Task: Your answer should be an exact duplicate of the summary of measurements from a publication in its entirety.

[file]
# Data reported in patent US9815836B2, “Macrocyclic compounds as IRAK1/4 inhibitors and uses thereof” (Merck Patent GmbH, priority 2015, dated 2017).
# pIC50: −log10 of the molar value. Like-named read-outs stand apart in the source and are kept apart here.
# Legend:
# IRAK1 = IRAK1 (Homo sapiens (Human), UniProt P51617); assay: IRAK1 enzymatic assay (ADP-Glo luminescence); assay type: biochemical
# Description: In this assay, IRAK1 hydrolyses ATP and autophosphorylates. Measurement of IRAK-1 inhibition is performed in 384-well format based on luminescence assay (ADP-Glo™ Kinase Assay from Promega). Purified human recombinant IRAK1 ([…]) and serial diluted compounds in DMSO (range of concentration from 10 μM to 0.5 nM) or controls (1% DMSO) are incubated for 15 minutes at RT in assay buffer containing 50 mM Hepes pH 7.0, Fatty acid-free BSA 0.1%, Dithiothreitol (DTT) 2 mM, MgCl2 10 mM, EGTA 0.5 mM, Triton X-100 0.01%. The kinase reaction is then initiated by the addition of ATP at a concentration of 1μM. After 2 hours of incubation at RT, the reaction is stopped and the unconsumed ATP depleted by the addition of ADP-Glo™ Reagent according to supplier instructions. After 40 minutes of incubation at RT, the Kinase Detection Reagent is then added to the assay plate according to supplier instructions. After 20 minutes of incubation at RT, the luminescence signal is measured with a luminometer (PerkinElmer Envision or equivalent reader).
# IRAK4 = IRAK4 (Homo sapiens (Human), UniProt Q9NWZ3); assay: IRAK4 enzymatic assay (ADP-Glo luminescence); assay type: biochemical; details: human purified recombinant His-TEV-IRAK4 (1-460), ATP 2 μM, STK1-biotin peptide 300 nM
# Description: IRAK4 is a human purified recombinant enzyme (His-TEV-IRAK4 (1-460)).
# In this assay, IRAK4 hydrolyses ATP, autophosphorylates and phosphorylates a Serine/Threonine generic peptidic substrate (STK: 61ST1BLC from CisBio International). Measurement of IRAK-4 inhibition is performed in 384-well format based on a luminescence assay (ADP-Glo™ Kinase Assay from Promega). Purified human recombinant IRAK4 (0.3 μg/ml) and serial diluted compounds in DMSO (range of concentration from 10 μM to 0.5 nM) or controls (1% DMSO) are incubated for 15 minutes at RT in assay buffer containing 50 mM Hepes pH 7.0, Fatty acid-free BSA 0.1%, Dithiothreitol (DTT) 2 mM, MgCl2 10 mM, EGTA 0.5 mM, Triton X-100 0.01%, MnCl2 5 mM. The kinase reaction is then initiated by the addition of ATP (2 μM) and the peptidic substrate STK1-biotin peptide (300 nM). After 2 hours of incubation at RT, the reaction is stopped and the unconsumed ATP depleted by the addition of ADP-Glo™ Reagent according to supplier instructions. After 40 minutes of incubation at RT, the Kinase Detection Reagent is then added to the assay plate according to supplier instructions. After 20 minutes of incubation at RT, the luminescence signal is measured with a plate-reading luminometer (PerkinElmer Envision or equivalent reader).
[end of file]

# Data reported in patent US9815836B2, “Macrocyclic compounds as IRAK1/4 inhibitors and uses thereof” (Merck Patent GmbH, priority 2015, dated 2017).
# pIC50: −log10 of the molar value. Like-named read-outs stand apart in the source and are kept apart here.
# Legend:
# IRAK1 = IRAK1 (Homo sapiens (Human), UniProt P51617); assay: IRAK1 enzymatic assay (ADP-Glo luminescence); assay type: biochemical
# Description: In this assay, IRAK1 hydrolyses ATP and autophosphorylates. Measurement of IRAK-1 inhibition is performed in 384-well format based on luminescence assay (ADP-Glo™ Kinase Assay from Promega). Purified human recombinant IRAK1 ([…]) and serial diluted compounds in DMSO (range of concentration from 10 μM to 0.5 nM) or controls (1% DMSO) are incubated for 15 minutes at RT in assay buffer containing 50 mM Hepes pH 7.0, Fatty acid-free BSA 0.1%, Dithiothreitol (DTT) 2 mM, MgCl2 10 mM, EGTA 0.5 mM, Triton X-100 0.01%. The kinase reaction is then initiated by the addition of ATP at a concentration of 1μM. After 2 hours of incubation at RT, the reaction is stopped and the unconsumed ATP depleted by the addition of ADP-Glo™ Reagent according to supplier instructions. After 40 minutes of incubation at RT, the Kinase Detection Reagent is then added to the assay plate according to supplier instructions. After 20 minutes of incubation at RT, the luminescence signal is measured with a luminometer (PerkinElmer Envision or equivalent reader).
# IRAK4 = IRAK4 (Homo sapiens (Human), UniProt Q9NWZ3); assay: IRAK4 enzymatic assay (ADP-Glo luminescence); assay type: biochemical; details: human purified recombinant His-TEV-IRAK4 (1-460), ATP 2 μM, STK1-biotin peptide 300 nM
# Description: IRAK4 is a human purified recombinant enzyme (His-TEV-IRAK4 (1-460)).
# In this assay, IRAK4 hydrolyses ATP, autophosphorylates and phosphorylates a Serine/Threonine generic peptidic substrate (STK: 61ST1BLC from CisBio International). Measurement of IRAK-4 inhibition is performed in 384-well format based on a luminescence assay (ADP-Glo™ Kinase Assay from Promega). Purified human recombinant IRAK4 (0.3 μg/ml) and serial diluted compounds in DMSO (range of concentration from 10 μM to 0.5 nM) or controls (1% DMSO) are incubated for 15 minutes at RT in assay buffer containing 50 mM Hepes pH 7.0, Fatty acid-free BSA 0.1%, Dithiothreitol (DTT) 2 mM, MgCl2 10 mM, EGTA 0.5 mM, Triton X-100 0.01%, MnCl2 5 mM. The kinase reaction is then initiated by the addition of ATP (2 μM) and the peptidic substrate STK1-biotin peptide (300 nM). After 2 hours of incubation at RT, the reaction is stopped and the unconsumed ATP depleted by the addition of ADP-Glo™ Reagent according to supplier instructions. After 40 minutes of incubation at RT, the Kinase Detection Reagent is then added to the assay plate according to supplier instructions. After 20 minutes of incubation at RT, the luminescence signal is measured with a plate-reading luminometer (PerkinElmer Envision or equivalent reader).